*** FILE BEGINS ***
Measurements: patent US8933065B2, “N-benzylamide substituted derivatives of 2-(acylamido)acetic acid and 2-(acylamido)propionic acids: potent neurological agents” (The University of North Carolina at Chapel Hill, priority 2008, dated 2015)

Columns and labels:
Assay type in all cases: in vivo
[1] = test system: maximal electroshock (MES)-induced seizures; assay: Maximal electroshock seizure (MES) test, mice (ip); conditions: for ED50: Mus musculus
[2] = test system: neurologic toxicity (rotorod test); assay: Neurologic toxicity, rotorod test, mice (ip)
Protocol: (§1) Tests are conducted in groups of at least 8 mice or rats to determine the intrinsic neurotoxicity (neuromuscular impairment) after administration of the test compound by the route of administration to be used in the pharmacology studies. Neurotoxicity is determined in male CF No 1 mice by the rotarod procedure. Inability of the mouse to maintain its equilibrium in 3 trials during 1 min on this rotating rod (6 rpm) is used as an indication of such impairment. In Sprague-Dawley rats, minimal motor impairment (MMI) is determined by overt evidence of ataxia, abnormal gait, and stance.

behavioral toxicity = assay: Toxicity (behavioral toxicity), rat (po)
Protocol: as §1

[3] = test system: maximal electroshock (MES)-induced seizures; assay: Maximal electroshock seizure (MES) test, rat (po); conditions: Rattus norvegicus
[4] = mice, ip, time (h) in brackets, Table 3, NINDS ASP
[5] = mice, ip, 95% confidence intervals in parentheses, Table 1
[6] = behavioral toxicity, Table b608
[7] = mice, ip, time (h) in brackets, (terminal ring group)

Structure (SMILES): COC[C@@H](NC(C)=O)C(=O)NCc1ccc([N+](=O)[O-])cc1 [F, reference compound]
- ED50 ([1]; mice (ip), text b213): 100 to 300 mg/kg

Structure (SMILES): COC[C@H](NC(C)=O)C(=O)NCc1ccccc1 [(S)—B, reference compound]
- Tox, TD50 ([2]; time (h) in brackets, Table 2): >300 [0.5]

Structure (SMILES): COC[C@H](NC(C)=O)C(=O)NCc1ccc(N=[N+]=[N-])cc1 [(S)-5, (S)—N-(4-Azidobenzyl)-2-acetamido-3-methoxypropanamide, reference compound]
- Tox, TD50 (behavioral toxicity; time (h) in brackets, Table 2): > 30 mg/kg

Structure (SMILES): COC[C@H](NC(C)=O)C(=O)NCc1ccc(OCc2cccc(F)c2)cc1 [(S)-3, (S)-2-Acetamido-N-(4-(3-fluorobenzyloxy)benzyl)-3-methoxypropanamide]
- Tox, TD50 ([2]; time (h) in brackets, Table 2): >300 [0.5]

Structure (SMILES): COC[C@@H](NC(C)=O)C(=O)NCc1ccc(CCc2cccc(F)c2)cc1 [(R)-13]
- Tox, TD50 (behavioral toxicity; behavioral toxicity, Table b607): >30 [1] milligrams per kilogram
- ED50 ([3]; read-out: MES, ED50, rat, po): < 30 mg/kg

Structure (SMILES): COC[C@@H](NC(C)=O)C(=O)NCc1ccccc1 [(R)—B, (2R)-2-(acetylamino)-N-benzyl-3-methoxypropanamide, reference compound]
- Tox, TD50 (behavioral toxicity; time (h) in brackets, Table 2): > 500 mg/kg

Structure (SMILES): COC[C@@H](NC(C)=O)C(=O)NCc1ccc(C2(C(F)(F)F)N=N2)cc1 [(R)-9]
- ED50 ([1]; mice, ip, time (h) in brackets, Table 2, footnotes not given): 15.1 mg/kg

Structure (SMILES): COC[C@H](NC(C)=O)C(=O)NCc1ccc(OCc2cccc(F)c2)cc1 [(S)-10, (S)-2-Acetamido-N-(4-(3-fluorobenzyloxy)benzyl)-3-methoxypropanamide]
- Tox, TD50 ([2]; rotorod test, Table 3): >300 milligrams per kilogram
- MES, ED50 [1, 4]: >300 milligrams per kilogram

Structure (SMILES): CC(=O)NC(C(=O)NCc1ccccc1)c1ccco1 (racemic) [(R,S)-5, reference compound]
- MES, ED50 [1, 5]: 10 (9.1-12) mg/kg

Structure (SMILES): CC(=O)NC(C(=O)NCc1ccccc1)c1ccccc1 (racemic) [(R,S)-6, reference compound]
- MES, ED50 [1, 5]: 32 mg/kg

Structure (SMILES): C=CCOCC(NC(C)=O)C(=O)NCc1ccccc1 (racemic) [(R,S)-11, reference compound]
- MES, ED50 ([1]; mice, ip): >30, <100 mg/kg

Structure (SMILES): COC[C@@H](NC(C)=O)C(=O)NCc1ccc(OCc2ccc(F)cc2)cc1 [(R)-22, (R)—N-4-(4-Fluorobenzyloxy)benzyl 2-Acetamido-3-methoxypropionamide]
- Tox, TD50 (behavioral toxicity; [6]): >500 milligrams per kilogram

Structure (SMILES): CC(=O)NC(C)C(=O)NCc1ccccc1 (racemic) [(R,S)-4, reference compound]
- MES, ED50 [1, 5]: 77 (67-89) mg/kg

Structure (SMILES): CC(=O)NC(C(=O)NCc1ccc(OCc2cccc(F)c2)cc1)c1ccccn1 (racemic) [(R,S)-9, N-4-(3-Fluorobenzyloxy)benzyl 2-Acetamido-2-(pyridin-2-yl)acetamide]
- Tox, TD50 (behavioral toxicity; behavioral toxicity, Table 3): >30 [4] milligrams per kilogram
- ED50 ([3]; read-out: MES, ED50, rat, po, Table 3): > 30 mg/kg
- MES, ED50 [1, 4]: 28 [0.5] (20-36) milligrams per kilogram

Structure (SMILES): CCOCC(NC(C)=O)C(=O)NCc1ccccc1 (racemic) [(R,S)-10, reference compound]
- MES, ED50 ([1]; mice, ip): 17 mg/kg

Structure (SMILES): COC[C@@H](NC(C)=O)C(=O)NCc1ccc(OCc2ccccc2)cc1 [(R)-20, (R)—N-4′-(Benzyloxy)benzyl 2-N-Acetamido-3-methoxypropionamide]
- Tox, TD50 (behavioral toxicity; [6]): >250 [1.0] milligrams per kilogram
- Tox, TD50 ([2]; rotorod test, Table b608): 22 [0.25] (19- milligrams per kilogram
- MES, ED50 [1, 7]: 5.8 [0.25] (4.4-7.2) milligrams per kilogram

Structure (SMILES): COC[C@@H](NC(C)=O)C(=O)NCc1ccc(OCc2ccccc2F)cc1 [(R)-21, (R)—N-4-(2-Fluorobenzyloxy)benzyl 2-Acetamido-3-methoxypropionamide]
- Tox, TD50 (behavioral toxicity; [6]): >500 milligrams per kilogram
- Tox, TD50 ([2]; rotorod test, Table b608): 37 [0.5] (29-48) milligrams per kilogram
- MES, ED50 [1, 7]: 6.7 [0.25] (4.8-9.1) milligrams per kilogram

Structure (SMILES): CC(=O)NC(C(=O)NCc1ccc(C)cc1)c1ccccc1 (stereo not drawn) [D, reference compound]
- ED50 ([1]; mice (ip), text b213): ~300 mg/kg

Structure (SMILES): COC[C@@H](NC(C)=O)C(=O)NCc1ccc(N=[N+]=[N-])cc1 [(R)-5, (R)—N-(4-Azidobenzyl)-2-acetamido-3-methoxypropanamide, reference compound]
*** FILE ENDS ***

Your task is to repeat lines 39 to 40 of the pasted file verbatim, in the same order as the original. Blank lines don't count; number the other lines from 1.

- Tox, TD50 (behavioral toxicity; [6]): >500 milligrams per kilogram

Structure (SMILES): CC(=O)NC(C)C(=O)NCc1ccccc1 (racemic) [(R,S)-4, reference compound]